× Search
Tuesday, January 18, 2022

News Search Results

At OPENonline, we notify you of the most recent background screening and investigative news with our timely news alerts, press releases, blog articles and legislative & compliance updates. If you are interested in submitting an article to appear on our website, please contact our marketing department.

Screening Coaches May Require Thorough Research With Limited Resources

In 2016, a U.S. Speaker of the House was found guilty of financial fraud to cover up abuse of youth he coached on a high school wrestling team, according to Forbes. This story - as well as many like it - force regulators to reevaluate how organizations that work with kids and teens perform employment screening. While school background investigation is also undergoing analysis, those filling athletic coaching positions face similar challenges and may do so with feweremployment screening resources.

Currently, only nine states require criminal background investigations for employment in non-school associated activities. This includes paid and volunteer coaching positions. Fox 31 Denver recently reported Colorado failed to pass a bill mandating screenings for youth athletic coaches because it was determined it would be too much of a financial burden for sports organizations. Instead, a bill passed in the House that would force athletic leagues to disclose whether or not they perform background investigations.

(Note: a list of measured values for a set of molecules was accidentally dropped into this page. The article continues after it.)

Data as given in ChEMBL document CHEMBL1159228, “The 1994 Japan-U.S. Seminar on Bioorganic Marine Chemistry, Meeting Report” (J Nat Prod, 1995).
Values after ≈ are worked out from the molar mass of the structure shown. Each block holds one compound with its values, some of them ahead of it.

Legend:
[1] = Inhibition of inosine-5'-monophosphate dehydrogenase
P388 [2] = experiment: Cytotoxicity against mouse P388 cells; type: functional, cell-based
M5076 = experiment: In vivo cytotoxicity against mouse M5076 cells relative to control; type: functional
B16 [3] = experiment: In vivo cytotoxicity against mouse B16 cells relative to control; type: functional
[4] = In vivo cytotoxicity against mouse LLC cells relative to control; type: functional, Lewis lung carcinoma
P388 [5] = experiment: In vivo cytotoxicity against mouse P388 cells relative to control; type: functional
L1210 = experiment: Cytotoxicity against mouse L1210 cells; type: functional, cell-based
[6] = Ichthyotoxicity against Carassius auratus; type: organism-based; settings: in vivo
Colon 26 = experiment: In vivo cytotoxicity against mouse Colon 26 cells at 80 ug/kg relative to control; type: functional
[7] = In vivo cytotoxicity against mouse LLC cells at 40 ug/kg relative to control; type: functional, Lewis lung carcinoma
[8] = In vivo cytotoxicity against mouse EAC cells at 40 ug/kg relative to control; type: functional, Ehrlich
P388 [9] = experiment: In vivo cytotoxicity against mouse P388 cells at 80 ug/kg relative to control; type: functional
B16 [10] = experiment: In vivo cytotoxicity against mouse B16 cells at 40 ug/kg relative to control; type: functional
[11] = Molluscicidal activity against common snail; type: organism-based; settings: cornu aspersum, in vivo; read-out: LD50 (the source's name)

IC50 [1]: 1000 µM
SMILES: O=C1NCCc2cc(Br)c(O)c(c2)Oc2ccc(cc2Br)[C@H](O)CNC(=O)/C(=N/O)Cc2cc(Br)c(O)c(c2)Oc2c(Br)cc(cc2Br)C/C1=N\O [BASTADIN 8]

The Denver YMCA supported the new bill. The organization currently screens coaches for the safety of youthful participants. YMCA President Jim Hener said the organization spends about $40 per coach hired and estimated the screening procedure detects about eight troublesome applicants per year.

The Denver bill is expected to face opposition in the Senate, but even if it doesn't pass, athletic organizations - in Denver and around the U.S. - should expect increased pressure to find ways to protect the children who sign up for leagues. When parents and other family members see stories about abusive coaches in the news they either appeal for increased scrutiny or remove their kids from programs. This means organizations may need to find new ways to research candidates and learn if coaches are lying on resumes.

To receive a Free Demo for our Selecthire screening solutions, fill out our Contact Us form and enterOPENcoach in the message box.

Previous Article Ban the Box Forces Universities to Rethink the Admission Processes
Next Article Problems With The FBI’s Fingerprint Database


Can we answer
any questions?

Terms Of UsePrivacy Statement©2022 OPENonline. All Rights Reserved | 1650 Lake Shore Drive, Columbus, OH 43204
Back To Top